(7.) But any connection amounting to doctrinal dependence of John upon Philo is utterly contrary to the tenor of Philo's own teaching; for he even loses the crowning feature of Hebrew religion, the moral energy expressed in its view of Jehovah's holiness, and with it the moral necessity of a divine teacher and Savior. He becomes entangled in the physical lntions of the heathen, forgets the wide distinction between God and the world, and even denies the independent, absolute being of God, declaring that, were the universe to end, God would die of loneliness and inactivity. The very universality of the conception, its immediate working on all things, would have excluded to Philo the belief that the whole Logos, not a mere part or effluence of his power, became incarnate in Christ. "Heaven and earth cannot contain me," cries his Logos, "how much less a human being." On the whole, it is extremely doubtful whether Philo ever meant formally to represent the Logos as a person distinct from God. All the titles he gives it may be explained by supposing it to mean the ideal world, on which the actual is modeled. At most, we can say that he goes beyond a mere poetic personification, and prepares the way for a distinction of persons in the Godhead. SEE PHILO.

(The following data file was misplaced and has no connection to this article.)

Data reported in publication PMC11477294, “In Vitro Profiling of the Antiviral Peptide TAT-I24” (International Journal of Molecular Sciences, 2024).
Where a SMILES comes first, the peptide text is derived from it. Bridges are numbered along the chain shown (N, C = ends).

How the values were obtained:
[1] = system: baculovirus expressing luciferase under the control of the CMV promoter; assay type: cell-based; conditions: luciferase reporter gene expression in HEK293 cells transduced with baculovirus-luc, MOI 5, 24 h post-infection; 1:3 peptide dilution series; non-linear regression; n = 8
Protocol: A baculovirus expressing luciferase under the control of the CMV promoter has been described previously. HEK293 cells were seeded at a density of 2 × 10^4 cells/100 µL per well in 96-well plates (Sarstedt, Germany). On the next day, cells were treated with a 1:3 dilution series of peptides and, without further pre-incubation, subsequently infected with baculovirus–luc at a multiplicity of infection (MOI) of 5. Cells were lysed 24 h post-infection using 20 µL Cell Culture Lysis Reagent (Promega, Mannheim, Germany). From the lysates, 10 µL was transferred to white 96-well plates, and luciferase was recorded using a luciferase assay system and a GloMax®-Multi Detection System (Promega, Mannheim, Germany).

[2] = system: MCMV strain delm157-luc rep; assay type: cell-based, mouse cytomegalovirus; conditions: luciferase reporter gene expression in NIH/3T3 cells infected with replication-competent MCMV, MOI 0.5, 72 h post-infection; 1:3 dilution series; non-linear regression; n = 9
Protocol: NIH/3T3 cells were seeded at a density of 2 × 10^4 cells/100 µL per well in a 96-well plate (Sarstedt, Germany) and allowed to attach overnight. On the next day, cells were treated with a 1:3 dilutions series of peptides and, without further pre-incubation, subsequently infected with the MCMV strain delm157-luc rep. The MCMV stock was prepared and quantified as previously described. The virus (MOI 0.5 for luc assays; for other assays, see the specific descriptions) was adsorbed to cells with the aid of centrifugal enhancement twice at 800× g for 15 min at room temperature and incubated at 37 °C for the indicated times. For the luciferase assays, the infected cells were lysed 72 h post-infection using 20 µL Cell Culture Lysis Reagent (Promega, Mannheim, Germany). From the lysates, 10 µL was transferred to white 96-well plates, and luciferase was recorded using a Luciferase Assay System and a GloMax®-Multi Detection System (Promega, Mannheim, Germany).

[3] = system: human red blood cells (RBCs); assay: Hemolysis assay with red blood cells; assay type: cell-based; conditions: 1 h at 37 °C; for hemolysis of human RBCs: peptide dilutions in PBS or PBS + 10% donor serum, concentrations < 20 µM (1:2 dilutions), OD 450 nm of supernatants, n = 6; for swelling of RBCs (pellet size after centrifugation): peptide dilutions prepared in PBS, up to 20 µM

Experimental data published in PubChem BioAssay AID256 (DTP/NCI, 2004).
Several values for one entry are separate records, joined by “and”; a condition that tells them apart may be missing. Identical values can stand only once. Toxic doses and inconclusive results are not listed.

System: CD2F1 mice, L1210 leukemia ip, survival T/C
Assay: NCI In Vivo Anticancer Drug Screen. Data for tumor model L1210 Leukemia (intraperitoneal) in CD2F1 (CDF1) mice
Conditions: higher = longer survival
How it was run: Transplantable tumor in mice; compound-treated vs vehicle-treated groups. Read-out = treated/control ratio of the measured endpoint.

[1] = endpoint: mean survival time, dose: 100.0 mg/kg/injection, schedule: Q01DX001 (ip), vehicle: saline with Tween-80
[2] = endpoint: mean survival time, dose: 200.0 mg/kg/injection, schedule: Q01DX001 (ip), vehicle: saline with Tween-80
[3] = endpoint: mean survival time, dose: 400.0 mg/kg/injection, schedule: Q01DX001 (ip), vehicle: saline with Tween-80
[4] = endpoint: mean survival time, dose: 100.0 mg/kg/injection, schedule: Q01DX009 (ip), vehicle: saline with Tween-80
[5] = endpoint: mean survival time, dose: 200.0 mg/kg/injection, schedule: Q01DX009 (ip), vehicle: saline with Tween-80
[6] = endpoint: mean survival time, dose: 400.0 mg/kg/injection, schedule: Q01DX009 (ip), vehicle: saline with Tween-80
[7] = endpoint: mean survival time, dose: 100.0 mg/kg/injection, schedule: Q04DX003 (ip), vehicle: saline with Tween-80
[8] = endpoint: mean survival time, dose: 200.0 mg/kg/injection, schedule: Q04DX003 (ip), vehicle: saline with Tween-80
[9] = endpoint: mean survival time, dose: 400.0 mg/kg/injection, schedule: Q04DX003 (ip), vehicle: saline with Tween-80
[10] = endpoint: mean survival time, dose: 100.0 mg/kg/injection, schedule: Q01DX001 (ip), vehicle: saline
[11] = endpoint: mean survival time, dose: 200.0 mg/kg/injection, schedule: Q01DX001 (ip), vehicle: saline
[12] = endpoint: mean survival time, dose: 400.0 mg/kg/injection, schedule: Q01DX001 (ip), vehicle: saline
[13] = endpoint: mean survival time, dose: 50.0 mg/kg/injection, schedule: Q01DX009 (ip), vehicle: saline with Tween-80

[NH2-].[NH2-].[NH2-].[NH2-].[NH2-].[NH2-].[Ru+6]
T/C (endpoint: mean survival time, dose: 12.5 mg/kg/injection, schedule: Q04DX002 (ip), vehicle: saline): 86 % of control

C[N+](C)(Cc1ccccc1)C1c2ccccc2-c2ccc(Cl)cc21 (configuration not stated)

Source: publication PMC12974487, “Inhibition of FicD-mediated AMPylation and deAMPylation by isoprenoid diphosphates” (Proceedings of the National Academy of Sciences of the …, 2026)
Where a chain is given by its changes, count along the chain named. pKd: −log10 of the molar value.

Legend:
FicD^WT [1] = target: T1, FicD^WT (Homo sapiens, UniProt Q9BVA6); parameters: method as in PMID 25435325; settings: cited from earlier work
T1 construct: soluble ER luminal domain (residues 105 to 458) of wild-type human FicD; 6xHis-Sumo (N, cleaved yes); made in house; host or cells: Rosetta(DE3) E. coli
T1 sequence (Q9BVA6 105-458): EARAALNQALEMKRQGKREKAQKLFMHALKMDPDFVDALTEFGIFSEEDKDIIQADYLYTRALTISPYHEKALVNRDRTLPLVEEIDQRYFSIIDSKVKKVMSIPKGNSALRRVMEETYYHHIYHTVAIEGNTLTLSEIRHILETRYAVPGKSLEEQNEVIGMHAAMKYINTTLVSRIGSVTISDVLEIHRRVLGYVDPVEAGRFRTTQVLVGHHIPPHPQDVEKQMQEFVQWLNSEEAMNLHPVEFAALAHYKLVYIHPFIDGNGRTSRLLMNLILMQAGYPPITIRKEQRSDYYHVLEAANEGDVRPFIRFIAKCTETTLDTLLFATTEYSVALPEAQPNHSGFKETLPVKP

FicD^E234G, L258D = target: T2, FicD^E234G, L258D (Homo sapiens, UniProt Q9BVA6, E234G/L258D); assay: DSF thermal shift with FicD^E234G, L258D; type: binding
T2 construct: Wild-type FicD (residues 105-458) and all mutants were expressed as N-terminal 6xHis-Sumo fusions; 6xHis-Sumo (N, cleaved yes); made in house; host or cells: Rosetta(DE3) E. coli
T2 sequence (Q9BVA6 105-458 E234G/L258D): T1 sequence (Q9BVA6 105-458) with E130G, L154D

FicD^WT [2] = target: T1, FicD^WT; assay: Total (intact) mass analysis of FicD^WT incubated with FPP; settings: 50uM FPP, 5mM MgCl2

(8.) John's connection with the doctrines of the later Jews, though less noticed, is at least as important as that with Philo. In the apocryphal books, as we have seen, the idea of the Logos was overshadowed by that of the divine Wisdom; but it reappears, prominently and definitely, in the Targums, especially that of Onkelos. These were written, indeed, after John's Gospel (Onkelos, the earliest, wrote not later than the 2d century A.D.), yet their distinguishing doctrines certainly rest upon ancient tradition. They represent the Word of God, the Memrah, ממרה, or Dibur, דבור, as the personal self-revealed God, and one with the Shekinah, שכינה, which was to be manifested in Messiah. But it would be absurd to claim that John borrowed his idea of Messiah from the Jews, who in him looked for, not a spiritual revelation of God in clearer light, to save men from sin by suffering and love, but a national deliverer, to gratify their worldly and carnal desires of power; not even for the divine Word become flesh, and dwelling among men, but for an appearance, a vision, a mere display, or, at most, an unreal, docetic humanity.